What Happens if an Auto Injures you When Visiting California?
Being injured in an accident can be more confusing and overwhelming if it happens to you when coming to California. You being a non-resident may be unfamiliar with the court procedures, the laws, and any other legal matter that governs personal injury case. The distance can also be a problem when you try pursuing the at-fault party to enforce your entitlement to compensation for your losses. The need for a skilled and experienced California accident attorney is more acute, but reviewing a summary of the things that happen when you are injured as a visitor may be helpful.
Filing a Claim for Compensation with an Insurer
As it is likely the case back in your native, you would pursue the claim for damages with the entity or person to blame for your injuries; usually, you would start this process through the company providing insurance coverage for them.
For instance, if you were injured in a car collision, you would look for compensation through the insurance company of that negligent driver.
After you file the claim with them, their people will review both the details and support papers to find out whether you:
- Gave sufficient details stating that their client was responsible in your injury-inducing accident; and,
- Supporting this claim with the right proof of your damages and injuries.
Insurance representatives prioritize their employer’s interests, so expect them to scrutinize the above-mentioned factors a lot. When trying to settle your injury claim, they may try to take advantage of the flaws in it and look for grounds to offer you an unrealistically low amount. In the event you cannot arrive at a consensus to settle your injury claim, then you may have to file a personal injury lawsuit.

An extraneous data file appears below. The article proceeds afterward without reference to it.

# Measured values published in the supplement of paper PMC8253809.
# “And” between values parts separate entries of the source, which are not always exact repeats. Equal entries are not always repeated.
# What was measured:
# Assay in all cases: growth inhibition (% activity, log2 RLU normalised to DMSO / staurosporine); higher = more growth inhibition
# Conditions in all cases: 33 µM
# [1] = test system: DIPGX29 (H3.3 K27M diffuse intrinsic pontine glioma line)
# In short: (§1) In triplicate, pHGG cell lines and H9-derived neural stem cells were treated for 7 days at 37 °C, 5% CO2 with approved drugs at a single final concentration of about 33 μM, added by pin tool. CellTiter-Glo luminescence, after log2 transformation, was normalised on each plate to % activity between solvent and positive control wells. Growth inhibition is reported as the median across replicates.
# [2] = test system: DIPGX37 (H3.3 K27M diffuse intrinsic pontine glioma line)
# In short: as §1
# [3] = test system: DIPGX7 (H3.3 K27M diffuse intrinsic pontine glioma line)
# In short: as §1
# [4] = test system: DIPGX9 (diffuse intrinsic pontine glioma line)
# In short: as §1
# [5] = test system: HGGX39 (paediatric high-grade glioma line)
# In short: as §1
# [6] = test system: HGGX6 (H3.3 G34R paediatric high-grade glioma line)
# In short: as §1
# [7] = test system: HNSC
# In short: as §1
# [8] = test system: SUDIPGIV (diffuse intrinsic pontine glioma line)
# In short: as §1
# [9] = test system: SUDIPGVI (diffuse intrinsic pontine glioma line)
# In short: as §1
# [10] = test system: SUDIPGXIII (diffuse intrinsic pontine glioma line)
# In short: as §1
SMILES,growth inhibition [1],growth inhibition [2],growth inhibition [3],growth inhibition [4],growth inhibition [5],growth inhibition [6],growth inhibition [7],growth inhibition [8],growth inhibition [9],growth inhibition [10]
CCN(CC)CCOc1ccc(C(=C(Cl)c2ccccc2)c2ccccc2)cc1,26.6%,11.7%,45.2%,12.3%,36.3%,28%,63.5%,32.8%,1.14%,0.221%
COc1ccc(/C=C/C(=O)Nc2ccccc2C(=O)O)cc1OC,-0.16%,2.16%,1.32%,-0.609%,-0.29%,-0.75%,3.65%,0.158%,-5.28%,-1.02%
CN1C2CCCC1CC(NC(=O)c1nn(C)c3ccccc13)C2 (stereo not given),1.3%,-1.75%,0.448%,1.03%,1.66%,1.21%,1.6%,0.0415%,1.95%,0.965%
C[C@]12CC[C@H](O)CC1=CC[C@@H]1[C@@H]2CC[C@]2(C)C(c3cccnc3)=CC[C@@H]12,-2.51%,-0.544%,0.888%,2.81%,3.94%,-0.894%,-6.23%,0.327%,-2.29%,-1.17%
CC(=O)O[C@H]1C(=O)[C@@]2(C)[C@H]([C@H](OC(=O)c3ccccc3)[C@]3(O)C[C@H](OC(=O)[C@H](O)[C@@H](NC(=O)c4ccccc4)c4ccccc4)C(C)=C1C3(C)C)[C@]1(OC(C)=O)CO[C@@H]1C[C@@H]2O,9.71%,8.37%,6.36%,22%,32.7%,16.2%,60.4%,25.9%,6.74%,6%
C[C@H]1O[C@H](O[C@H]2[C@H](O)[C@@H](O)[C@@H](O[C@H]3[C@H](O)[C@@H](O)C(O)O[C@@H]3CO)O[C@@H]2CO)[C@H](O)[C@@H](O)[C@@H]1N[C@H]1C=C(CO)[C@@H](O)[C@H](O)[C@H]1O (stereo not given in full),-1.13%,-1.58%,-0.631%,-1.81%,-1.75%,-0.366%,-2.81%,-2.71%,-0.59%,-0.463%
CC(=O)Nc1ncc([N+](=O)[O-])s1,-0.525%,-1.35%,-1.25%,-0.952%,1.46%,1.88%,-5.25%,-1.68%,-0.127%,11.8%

Important State-Specific Laws
Your lawyer will be the most active in navigating California’s legal system, but you have to understand these two doctrines and their possible impact on your case.
- Statute of limitations:
In layman terms, this refers to a deadline by which you must file the lawsuit. In California, this is 24 months after the day of your injury-causing accident. If you do not take legal action against the at-fault party within this time, then you cannot recover compensation for damages. That said, in the event your potential lawsuit is against a US government entity, then different rules apply. If you do not take the required action within six months, cases could just be barred. In such situations, find legal assistance without delay.
- Comparative Negligence
This one applies in the state, so your compensation amount may come down if you are at fault to some extent in the accident. Your shared liability would be based on the jury’s finding concerning the proportion of your actions that caused the accident.